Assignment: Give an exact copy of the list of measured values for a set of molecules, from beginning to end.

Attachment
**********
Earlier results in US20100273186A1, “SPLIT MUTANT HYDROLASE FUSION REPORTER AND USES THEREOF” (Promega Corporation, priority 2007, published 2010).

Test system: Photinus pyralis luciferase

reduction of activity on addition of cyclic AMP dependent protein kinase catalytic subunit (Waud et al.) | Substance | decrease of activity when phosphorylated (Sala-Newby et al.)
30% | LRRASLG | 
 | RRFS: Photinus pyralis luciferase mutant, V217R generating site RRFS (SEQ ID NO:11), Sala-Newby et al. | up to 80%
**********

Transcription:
Earlier results in US20100273186A1, “SPLIT MUTANT HYDROLASE FUSION REPORTER AND USES THEREOF” (Promega Corporation, priority 2007, published 2010).

Test system: Photinus pyralis luciferase

reduction of activity on addition of cyclic AMP dependent protein kinase catalytic subunit (Waud et al.) | Substance | decrease of activity when phosphorylated (Sala-Newby et al.)
30% | LRRASLG | 
 | RRFS: Photinus pyralis luciferase mutant, V217R generating site RRFS (SEQ ID NO:11), Sala-Newby et al. | up to 80%